• Make sure your child is well hydrated.
  • Comfort your child and reassure them. Much of their discomfort is from fear - let them see that you are calm, and they are more likely to feel calm in return.
  • Choose comfortable, breathable clothing. Do not bundle them up or strip them down. If they want more layers because of the chills, that’s OK - let them choose the amount of layers they want to wear.
  • If they become very uncomfortable with the fever, try a cool washcloth to the forehead or back of the neck. At first this may not feel good to them, but eventually it will be soothing. You can also wet your hand in water and run it through their hair from time to time.
  • Another option is a lukewarm bath (not too cold, not too warm). They may not like the feel of a bath at first, but soon they will feel better when their fever is a bit lower.
  • Don't try to make the fever go away, only bring it down a tad if they are uncomfortable.
  • If all else fails and they remain miserable despite the above attempts, you may opt to give a dose of acetaminophen (Tylenol®) or ibuprofen (Motrin®) to help them sleep. Why not use the medication right off the bat? For one thing, reducing the fever makes it less effective at getting rid of the illness.  Secondly, all medications have side effects, and these are no exception. For more on the use of these medications, including dosage, click here.

When does a fever need to be evaluated by a physician?


Go to the ER right away if:  

  • Your infant is less than 3 months old
  • Your child looks very ill (won’t respond, won’t stop screaming, profusely vomiting, etc.)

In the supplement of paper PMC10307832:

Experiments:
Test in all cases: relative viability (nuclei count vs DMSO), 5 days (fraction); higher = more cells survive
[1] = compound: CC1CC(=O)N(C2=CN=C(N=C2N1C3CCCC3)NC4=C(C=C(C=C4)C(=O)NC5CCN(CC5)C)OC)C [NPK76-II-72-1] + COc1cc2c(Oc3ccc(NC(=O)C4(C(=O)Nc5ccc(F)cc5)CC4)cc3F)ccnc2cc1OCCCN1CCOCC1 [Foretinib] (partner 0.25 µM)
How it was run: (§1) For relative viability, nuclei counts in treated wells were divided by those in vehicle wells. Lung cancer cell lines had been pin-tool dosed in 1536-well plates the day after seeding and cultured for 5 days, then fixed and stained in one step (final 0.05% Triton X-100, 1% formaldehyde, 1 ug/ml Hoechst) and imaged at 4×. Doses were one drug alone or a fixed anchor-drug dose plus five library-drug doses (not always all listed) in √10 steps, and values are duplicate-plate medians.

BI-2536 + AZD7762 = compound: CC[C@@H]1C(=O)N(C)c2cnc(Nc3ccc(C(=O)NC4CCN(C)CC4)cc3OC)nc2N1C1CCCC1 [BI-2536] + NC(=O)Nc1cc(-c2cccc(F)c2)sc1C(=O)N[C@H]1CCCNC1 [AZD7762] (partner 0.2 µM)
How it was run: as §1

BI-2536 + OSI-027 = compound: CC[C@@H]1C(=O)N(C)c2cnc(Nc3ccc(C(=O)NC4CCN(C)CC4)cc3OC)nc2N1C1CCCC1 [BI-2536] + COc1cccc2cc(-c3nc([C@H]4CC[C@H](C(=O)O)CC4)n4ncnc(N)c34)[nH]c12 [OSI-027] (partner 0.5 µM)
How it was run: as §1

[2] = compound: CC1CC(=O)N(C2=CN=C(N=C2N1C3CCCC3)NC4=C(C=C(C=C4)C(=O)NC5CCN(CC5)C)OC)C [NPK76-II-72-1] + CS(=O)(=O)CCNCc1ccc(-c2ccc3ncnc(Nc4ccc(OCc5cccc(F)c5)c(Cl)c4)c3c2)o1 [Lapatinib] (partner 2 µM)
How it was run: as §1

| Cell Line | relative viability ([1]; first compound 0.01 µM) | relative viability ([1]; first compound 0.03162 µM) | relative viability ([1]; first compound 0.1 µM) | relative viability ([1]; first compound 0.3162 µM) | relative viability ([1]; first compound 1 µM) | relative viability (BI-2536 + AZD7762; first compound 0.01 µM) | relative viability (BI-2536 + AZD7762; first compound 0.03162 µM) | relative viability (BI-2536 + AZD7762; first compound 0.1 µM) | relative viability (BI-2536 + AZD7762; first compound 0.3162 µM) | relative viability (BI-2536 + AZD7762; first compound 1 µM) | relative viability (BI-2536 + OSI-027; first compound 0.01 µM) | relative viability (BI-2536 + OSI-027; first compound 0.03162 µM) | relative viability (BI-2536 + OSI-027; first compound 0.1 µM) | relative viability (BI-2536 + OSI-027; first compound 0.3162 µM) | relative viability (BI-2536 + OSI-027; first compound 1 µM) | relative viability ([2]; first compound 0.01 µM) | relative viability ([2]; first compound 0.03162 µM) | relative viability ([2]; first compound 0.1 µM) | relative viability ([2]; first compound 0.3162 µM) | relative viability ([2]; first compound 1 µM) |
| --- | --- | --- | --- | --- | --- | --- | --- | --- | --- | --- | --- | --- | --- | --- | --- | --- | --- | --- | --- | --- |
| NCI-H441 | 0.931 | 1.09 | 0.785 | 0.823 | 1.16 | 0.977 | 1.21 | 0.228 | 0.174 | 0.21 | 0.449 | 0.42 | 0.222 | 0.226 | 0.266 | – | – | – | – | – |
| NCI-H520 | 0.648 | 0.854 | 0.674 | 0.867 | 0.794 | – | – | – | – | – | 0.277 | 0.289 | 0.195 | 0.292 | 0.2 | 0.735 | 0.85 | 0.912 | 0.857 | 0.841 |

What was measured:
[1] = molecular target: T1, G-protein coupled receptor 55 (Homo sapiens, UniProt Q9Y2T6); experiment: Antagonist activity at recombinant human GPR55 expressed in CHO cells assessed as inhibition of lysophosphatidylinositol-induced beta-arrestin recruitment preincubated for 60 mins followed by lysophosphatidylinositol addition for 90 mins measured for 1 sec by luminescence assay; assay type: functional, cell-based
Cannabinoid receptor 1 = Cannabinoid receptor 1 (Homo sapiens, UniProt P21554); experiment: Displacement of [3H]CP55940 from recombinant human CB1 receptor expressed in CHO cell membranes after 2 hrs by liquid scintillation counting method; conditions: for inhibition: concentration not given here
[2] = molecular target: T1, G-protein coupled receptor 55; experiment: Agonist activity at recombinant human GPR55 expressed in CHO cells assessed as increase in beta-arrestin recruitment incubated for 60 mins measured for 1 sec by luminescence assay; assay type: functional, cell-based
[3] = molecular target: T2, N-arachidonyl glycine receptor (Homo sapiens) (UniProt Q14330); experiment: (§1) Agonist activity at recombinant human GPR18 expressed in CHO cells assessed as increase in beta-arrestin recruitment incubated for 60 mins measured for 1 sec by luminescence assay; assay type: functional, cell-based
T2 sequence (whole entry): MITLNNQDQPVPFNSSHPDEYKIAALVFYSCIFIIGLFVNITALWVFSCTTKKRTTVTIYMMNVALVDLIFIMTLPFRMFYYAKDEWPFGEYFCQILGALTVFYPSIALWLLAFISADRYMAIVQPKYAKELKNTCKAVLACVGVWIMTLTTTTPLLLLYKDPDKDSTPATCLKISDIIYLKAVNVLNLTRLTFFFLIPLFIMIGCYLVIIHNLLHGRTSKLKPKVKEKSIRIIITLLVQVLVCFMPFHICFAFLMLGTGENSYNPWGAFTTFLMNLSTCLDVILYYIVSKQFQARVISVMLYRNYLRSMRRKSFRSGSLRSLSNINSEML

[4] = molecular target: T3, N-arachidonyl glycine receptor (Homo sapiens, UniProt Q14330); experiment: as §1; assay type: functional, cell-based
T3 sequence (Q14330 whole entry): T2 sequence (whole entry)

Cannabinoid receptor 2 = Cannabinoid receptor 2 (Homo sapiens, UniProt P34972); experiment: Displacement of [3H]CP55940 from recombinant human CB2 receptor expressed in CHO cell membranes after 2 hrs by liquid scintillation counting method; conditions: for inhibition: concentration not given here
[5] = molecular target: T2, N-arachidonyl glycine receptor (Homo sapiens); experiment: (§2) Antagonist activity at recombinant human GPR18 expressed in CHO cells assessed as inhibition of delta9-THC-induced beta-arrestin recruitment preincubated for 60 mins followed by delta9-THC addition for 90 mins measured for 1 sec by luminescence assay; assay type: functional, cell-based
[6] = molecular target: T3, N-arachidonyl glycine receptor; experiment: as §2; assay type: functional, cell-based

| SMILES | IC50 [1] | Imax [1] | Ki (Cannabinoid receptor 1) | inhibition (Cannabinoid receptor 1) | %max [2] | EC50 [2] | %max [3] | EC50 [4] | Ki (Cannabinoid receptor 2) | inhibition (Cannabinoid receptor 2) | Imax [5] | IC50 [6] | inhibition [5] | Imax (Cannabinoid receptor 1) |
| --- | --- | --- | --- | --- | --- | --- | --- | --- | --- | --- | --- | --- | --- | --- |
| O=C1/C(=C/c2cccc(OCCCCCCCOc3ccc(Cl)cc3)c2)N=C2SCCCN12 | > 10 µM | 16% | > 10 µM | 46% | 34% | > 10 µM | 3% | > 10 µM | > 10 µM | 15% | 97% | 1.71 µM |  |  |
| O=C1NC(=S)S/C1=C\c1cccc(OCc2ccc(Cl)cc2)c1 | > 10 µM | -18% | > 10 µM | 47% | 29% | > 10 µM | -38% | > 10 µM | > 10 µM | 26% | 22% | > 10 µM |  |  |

• Your child has any of the following: purple spots, stiff neck, difficulty breathing, severe cough, severe abdominal pain, unable to walk, unable to swallow.


  • If your child (3 months or older) has cold symptoms and is only mildly ill, call for an appointment if their symptoms are not resolving by day 3 - 4. (It is OK to call me on weekends for this issue).
  • If they have more significant symptoms, call our clinic for a daytime appointment as soon as possible.
  • If your infant or toddler (3 months to 2 years) doesn’t have any cold symptoms, and the fever lasts more than 48 hours, call to be seen that day. (It is OK to call me on weekends for this issue).

Same-day appointments

For urgent needs, same-day appointments are available Monday through Friday. Please call as early in the day as possible, the more notice we have the easier it is to fit everyone in. 

Need help outside of office hours?

Firstly, if your child has an emergency, please call 911 or go directly to the ER - they will contact us if needed once your child has been evaluated.

Urgent Care centers can also be helpful when something needs to be seen outside of office hours but it's not an emergency. 

For our list of preferred Urgent Cares and ERs, see our resources page.

And if you have something that might need urgent attention but you're not sure/don't know what to do, we can help: